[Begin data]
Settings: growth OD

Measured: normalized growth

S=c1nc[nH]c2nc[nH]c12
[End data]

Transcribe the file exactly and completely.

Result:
Settings: growth OD

Measured: normalized growth

S=c1nc[nH]c2nc[nH]c12